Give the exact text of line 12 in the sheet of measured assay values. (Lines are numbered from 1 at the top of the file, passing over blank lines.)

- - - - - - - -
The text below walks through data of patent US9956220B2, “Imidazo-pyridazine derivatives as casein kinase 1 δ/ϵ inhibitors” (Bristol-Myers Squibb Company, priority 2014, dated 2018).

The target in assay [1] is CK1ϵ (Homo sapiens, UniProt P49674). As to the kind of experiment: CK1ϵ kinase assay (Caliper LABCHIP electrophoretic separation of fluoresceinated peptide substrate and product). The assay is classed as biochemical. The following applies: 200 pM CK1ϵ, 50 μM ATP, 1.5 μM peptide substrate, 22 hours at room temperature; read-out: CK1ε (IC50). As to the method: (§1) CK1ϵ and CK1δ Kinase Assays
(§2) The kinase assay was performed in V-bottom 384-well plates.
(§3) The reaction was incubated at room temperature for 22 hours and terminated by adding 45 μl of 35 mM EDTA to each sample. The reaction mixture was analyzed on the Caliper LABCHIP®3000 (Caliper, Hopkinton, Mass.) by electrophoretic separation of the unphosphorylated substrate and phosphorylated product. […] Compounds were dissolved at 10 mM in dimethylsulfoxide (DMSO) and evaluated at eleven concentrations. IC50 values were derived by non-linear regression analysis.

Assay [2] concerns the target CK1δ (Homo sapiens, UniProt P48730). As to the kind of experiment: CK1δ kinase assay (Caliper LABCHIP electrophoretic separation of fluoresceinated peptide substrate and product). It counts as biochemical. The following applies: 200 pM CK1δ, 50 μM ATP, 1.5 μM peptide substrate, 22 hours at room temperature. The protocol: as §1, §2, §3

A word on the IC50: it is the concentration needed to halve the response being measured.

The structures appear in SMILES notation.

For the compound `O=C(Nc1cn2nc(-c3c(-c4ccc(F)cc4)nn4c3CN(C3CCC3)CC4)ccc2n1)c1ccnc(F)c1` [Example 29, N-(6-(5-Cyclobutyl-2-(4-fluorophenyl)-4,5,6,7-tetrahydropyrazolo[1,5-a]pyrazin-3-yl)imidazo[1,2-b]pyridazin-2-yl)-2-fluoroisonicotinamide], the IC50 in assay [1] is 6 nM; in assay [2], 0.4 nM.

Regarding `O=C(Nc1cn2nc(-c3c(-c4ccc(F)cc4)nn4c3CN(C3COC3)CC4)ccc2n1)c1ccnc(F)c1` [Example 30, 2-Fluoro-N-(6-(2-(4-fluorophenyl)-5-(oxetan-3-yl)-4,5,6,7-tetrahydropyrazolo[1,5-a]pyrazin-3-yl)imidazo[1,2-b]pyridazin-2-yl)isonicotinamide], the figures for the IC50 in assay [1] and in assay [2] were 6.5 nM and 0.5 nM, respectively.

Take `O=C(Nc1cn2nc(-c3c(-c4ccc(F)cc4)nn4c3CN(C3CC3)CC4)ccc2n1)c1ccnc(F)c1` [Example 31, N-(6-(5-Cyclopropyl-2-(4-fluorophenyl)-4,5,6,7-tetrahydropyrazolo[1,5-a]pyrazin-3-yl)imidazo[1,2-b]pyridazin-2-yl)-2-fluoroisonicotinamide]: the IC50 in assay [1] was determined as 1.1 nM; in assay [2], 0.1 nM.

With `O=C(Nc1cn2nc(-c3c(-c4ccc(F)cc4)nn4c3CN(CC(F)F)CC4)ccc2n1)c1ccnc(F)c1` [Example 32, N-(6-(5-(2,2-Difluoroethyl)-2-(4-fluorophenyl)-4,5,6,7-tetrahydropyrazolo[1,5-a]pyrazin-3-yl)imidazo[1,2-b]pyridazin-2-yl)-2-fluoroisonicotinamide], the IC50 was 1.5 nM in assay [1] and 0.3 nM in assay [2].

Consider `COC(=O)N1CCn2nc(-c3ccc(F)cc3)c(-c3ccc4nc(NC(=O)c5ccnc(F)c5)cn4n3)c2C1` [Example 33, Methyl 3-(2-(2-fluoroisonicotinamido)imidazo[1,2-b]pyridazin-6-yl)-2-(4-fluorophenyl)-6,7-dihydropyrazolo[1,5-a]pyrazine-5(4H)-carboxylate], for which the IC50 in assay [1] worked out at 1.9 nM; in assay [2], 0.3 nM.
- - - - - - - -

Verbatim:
Consider `COC(=O)N1CCn2nc(-c3ccc(F)cc3)c(-c3ccc4nc(NC(=O)c5ccnc(F)c5)cn4n3)c2C1` [Example 33, Methyl 3-(2-(2-fluoroisonicotinamido)imidazo[1,2-b]pyridazin-6-yl)-2-(4-fluorophenyl)-6,7-dihydropyrazolo[1,5-a]pyrazine-5(4H)-carboxylate], for which the IC50 in assay [1] worked out at 1.9 nM; in assay [2], 0.3 nM.